A boy named Timmy who lives on the East coast suffers from XLA and Crohn’s disease and was the inspiration for the first book. The Andersons worked with the Crohn’s and Colitis Foundation of America (CCFA), which has since been the recipient of direct donations. The goal, the Andersons said, “is to keep as much of the money going back to the cause.”
“When I was searching online to learn about what happened to Henry, Timmy’s story ultimately helped me discover the truth,” said Anderson. “One of the leading researchers of Crohn’s disease wrote an article that explains that children with immune deficiencies typically go on to develop Crohn’s. The article is featured at the back of the first book.”
Meanwhile, the Anderson’s surviving son, Jack, does have XLA and is currently being treated through an intravenous immunoglobulin (IVIG) infusion, which contains a pool of extracted plasma from more than 1,000 blood donors. He receives treatment every three to four weeks at Children’s Hospital in Milwaukee. Jack’s life-saving plasma is donated at plasma banks across the country such as the BioLife Plasma Services in Oshkosh.
“The plasma is filled with thousands of other people’s antibodies that give Jack resistance and help him fight bacterial infections,” said Anderson. “Without this treatment, Jack would meet the same fate as Henry.”
While the Andersons do the research and story generating, editing and project management for their self-started publishing company, they went back to their UW Oshkosh roots to find an art student who could illustrate the books.
Oshkosh native and current art major Sonja Funnell was a great fit, Anderson said. She illustrated “Timmy the Goat” and is currently working on the next two books in the series.
Additional books include stories about a camel, frog, wolf, snake and turtle. A book scheduled to be released later this year will honor Charlie Knuth, a 4-year-old boy from Darboy, Wis. who suffers from a genetic disorder called Epidermolysis Bullosa, which causes painful open sores on soft tissues inside and outside the body.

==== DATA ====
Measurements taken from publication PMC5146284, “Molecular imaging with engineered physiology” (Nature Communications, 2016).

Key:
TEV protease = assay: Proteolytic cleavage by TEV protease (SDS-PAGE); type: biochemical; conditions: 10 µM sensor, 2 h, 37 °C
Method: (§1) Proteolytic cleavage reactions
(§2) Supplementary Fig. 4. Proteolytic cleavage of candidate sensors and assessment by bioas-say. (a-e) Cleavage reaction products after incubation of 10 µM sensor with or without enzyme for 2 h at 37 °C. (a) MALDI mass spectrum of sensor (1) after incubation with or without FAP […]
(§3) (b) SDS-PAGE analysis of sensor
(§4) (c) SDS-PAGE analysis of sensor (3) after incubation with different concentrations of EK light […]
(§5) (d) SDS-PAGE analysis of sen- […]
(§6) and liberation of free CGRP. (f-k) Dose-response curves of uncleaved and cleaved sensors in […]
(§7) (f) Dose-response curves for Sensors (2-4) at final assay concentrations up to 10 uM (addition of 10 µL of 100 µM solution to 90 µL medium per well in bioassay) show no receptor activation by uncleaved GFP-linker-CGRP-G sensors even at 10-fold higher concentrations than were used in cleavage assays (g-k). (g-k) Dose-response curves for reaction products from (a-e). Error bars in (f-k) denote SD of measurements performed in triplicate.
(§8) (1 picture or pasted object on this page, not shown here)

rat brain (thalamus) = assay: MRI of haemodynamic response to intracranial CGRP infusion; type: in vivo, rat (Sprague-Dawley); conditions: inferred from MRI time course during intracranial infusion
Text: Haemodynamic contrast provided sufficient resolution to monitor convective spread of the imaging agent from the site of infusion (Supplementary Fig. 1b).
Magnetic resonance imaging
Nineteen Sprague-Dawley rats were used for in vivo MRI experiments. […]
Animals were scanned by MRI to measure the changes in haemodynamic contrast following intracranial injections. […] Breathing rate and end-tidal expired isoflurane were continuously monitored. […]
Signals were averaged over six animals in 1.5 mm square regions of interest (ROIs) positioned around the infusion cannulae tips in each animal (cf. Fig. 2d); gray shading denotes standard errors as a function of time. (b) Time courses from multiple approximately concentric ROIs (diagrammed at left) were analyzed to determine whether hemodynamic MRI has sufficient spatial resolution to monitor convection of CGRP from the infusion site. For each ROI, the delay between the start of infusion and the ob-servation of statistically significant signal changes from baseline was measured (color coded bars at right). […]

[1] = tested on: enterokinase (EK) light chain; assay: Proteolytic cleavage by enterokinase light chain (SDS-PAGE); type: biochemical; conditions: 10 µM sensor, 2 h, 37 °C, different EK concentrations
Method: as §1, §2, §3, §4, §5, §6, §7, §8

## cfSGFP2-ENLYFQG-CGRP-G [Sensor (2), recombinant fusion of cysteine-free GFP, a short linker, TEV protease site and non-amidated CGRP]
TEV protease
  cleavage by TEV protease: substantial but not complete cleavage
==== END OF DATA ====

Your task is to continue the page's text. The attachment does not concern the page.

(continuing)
Future plans include partnering with larger retailer programs to sell the books throughout the country.
Beyond getting their children’s books out there, the Andersons have made it their mission to use the death of their son to educate others about the XLA disorder and the importance of blood screening.
“Since losing Henry, I have learned to take it one day at a time,” said Anderson. “I miss Henry an awful lot and am sad that he could’ve been saved with a screening test.”
Darrin Anderson received a master’s degree in business administration from UW Oshkosh and currently works in IT consulting and project management. Sarah Anderson stays home with 3-year-old Jack and was previously employed at the Office of Graduate Studies on the UW Oshkosh campus.
For more information or to support The Adventures of Henry series, please visit www.facebook.com/pages/Adventures-of-Henry/176270505740177. Books from The Adventures of Henry series can be purchased online by visiting www.adventuresofhenry.com. Local organizations and bookstores also carry the series.